It is very difficult to do good reporting in the aftermath of a chaotic even such as this. As news broke of the shooting, information about the even was all over the place. I read about one to four gunmen, 30 shooting victims, hostage situations, explosions, chemical bombs, a shooter who had escaped and was heading to other houses of worship, etc.
As we continue to be reminded, it’s best to wait for confirmation before running with any of these reports.
But sometimes social media can mess things up, too. Someone using the Twitter handle @danishism noted a comment that had been left on a CNN story:
actual CNN comments: “Sikh people are not Muslim, but Hindu. They can be easily mistaken for Muslim or Taliban.”
Yes, that was an “actual” CNN comment meaning, I presume from my experience in CNN comment threads, that it was left by a commenter. And CNN commenters are not known for being particularly erudite. After I wrote something for CNN, I got comments wishing me dead. I certainly don’t hold CNN responsible for this. It’s a free country and internet commenters — other than our unfailingly civil ones here at GetReligion — are not known for being polite or spelling well. Have you ever read a Washington Post comment thread? Don’t do it if you want to feel anything mildly positive about your fellow man.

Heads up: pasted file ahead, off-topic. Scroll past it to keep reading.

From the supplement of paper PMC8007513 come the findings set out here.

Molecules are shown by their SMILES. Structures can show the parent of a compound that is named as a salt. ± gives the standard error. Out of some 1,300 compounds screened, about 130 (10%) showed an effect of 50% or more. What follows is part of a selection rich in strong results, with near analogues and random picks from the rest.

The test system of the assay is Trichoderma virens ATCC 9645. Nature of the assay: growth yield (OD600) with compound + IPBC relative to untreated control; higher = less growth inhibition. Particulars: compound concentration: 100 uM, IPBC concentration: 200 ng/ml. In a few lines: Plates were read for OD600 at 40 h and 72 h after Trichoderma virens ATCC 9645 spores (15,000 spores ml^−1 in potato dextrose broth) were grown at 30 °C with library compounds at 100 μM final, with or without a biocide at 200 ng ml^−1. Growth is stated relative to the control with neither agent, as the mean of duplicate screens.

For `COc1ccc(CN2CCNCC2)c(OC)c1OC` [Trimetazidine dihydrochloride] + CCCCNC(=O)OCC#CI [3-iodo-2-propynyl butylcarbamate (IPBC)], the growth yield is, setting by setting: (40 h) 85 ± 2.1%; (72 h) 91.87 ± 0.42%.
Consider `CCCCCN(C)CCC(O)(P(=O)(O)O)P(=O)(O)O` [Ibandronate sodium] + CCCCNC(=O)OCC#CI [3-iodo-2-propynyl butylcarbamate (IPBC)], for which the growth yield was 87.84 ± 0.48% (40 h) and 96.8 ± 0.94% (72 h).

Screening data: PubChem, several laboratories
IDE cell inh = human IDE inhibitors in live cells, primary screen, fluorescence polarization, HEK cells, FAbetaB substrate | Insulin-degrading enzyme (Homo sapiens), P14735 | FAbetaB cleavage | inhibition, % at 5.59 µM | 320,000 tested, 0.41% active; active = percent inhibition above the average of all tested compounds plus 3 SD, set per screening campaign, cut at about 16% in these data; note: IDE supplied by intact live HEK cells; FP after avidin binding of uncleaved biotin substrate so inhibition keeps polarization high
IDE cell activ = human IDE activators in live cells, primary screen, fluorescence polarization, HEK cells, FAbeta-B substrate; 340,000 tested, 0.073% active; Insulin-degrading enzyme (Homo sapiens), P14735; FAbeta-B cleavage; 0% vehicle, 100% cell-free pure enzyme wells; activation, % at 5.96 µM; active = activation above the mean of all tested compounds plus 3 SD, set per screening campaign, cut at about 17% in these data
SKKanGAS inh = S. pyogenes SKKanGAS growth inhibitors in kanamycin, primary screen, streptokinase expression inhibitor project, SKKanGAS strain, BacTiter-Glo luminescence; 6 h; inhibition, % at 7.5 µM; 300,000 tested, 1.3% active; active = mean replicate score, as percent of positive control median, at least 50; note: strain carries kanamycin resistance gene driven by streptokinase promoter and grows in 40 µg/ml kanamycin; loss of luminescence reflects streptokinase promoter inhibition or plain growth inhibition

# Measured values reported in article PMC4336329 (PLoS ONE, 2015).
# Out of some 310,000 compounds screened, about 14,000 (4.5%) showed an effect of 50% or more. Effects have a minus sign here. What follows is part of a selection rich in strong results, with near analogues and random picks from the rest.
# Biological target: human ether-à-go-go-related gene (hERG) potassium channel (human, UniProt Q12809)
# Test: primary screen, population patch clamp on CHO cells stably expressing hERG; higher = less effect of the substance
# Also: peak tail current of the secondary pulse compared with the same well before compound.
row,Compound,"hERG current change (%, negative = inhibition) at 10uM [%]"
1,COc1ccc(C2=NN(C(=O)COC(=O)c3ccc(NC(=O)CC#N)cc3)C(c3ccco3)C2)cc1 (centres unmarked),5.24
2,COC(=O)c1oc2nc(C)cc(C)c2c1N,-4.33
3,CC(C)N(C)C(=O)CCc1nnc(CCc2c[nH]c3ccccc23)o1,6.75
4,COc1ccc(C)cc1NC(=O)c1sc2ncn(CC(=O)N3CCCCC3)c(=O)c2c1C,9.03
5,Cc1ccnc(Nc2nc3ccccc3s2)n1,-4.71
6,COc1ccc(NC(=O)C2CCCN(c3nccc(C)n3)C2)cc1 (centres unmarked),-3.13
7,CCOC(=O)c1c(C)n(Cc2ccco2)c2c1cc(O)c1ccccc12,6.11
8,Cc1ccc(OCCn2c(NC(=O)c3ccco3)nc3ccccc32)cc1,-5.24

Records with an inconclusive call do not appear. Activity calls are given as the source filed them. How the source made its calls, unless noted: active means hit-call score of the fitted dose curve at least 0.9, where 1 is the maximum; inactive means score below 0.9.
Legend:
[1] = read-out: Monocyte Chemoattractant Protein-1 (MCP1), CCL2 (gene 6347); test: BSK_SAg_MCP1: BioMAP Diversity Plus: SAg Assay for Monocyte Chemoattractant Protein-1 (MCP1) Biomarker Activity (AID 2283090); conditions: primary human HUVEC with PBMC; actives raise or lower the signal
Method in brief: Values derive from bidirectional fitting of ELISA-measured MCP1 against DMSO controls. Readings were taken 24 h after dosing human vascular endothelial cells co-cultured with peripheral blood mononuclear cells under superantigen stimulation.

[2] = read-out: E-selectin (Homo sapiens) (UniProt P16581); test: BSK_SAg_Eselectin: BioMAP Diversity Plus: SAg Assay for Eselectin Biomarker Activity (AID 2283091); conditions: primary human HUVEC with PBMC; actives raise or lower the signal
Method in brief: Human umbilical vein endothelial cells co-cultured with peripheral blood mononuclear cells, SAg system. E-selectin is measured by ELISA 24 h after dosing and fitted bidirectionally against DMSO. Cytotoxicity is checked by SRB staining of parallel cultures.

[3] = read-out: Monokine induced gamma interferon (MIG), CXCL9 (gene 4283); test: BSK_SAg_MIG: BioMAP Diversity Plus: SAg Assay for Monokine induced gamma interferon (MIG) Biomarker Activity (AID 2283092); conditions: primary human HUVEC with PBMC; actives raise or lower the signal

But who cares if some random person writes a comment such as this? And yet in this age of social media, a #CNNFail hashtag sprung up and dozens or hundreds of outraged people spread the idea that this “actual CNN comment” was uttered on-air by someone at CNN.
There are enough problems with the way the mainstream media handle religion news as it is. There’s no need to invent additional problems.
This is a fluid story and I hesitate to critique too much of what is out there right now. I haven’t seen any egregious errors and I think reporters should be given some time to get any necessary religion background right.
I do wonder, though, if we have any particularly good questions that we should seek answers for. I’ll throw mine out there — I wonder about Sikh days of worship. Did this Sikh community gather on a Sunday for a particular reason? Was attendance higher today for a reason?
Obviously once we know more about the shooter or shooters, we’ll need to piece together a motive. What other background information about Sikhs and Sikhism would be helpful? Here’s a very brief look at Sikhism from a couple years back that ran on CNN.com’s Belief Blog. Let us know if you see particularly good or bad coverage.
I looked for the comment online but, after wading through 1300 comments, couldn’t find it. I won’t hesitate to add that maybe a CNN journalist really did say that Sikhs are Hindu and easily mistaken for the Taliban. I’m reminded of how readers say I’m too credulous in defense of reporters. But if so, we should have evidence of it before we spread it across the world with social media. I’d like to see the clip and see it in context and make sure the quote is right.